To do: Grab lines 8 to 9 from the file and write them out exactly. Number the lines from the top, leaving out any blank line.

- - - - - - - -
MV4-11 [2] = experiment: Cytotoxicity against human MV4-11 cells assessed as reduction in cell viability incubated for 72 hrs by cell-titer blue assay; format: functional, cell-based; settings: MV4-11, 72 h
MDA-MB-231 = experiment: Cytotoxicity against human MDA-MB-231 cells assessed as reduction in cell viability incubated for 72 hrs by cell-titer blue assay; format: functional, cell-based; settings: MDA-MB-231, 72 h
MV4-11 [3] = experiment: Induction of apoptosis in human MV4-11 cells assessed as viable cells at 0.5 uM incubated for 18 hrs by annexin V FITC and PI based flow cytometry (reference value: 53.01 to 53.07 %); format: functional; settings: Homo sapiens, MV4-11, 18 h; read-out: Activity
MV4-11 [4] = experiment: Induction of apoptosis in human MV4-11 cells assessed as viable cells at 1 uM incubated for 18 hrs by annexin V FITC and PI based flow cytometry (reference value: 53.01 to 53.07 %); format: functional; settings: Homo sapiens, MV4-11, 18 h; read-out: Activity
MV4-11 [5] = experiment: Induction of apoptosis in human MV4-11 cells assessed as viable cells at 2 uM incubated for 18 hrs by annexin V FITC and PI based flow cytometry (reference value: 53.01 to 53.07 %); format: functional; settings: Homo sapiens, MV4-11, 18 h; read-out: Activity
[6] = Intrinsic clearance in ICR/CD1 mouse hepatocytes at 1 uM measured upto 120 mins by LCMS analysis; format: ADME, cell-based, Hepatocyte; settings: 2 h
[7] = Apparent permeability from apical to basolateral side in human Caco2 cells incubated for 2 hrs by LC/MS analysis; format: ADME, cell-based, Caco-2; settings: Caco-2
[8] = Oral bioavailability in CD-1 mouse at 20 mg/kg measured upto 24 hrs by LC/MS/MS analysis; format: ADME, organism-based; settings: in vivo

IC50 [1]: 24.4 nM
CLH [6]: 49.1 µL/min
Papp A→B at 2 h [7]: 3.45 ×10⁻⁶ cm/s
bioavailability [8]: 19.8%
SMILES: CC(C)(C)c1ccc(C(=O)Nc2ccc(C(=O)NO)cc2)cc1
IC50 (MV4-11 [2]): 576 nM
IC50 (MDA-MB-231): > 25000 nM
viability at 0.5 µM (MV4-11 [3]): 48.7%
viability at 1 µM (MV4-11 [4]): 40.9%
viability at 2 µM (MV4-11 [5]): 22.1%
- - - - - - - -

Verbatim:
[8] = Oral bioavailability in CD-1 mouse at 20 mg/kg measured upto 24 hrs by LC/MS/MS analysis; format: ADME, organism-based; settings: in vivo

IC50 [1]: 24.4 nM